By Josephine Hellberg MRSB, DPhil physiology, anatomy and genetics student at the University of Oxford and science policy intern at the Royal Society of Biology.
Where do you see science in 30 years’ time?
Scientific progress is relentless, working at the cutting-edge and pushing the frontiers of our understanding. Today we have access to technologies that were science-fiction in the 1980s, allowing us to do things like synthesise complete genomes, edit individual genes at will, and generate stem cells from mature tissue.
Across decades, scientific progress goes from cutting-edge to commonplace, with the magnitude of changes becoming evident only when you juxtapose past and present. For example, 30 years ago, there was no publicly available Internet. Today, we can’t imagine life without it.
It was also 30 years ago that the Campaign for Science and Engineering (CaSE) was founded. Since then, the organisation has grown into a leading advocacy organisation for science and engineering in the UK – providing science with a voice in politics. On the occasion of the organisation’s 30th anniversary, CaSE organised an event on shaping the future of science.
Dr Sarah Main, director of CaSE, chaired the first session, drawing on perspectives from both inside and outside science on the question: ‘What will be the role of science and engineering over the next 30 years?‘
The panellists were enthusiastic about what science has achieved to date, and had equally ambitious visions for what the next 30 years will bring.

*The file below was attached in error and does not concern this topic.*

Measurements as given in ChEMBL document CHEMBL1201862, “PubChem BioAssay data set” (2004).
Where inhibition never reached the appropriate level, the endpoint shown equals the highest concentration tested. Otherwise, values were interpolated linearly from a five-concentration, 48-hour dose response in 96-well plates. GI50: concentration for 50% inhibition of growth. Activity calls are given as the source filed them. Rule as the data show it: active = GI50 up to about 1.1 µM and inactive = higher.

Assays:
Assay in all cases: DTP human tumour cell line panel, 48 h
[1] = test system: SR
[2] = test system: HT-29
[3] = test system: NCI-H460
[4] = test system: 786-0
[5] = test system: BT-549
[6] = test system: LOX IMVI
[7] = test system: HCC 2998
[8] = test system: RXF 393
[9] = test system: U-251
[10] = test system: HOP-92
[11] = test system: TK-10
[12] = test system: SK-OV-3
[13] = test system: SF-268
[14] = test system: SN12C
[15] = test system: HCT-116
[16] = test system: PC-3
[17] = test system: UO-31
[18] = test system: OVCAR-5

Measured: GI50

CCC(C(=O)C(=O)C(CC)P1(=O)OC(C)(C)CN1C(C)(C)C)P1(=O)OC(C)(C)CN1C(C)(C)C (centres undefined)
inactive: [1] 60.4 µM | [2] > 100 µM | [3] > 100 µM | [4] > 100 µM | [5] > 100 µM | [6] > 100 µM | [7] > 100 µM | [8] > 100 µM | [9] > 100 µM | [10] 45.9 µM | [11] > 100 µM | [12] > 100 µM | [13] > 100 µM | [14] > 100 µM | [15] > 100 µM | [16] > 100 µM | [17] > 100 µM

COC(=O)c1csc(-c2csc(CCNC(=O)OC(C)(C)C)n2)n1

Lynn Rothschild, adjunct professor of molecular biology, cell biology & biochemistry at Brown University (USA), was enthusiastic about the potential of synthetic biology in the next three decades, describing it as ‘doing new things with biology’. Professor Rothschild, who also works for NASA, drew attention to the potential for synthetic biology to facilitate human activities in space – and possibly even the colonisation of other planets. These challenges can seem impossible at first, but can be made possible by applying biology to engineering problems; re-imagining biology as an emergent technology in its own right.
Phil Smith, chairman of Cisco UK and Ireland, offered a business perspective on the future of science. Thirty years ago marked the beginnings of the internet, when the world wide web was first populated. Similarly, scientific data collection is currently populating contemporary technology, heralding the beginning of a new data age. Although dystopian concerns emerge, Smith stressed that data is just another tool, and when used responsibly, large-scale data management could facilitate developments resulting in increased productivity and social health.
Indeed, Jonathan Haskel, professor of economics at Imperial College London, reminded us that scientific innovation has proven many predicted dystopias wrong. For example, modern agri-technology supports a much larger global population than previously thought possible.
Katie Ward is the author of the novel Girl Reading, and provided a non-scientist’s perspective on the future of science. Having crowd-sourced suggestions, she shared a very positive message with the audience: although it sometimes appears people would like to see things like a cure for cancer and time-travel becoming a reality; the public is equally interested in scientists’ coming up with technologies to promote world peace and to enable fellow human beings to treat one another with kindness and respect.
Without doubt, the take-home message of the evening was that science will bring us great things in the next 30 years. Like many of the technological innovations and scientific advances that have unexpectedly emerged since 1986; there will be many future innovations that we cannot yet imagine but that will be equally transformative.
Here’s looking forward to another 30 years of productive, innovative, and ground-breaking science.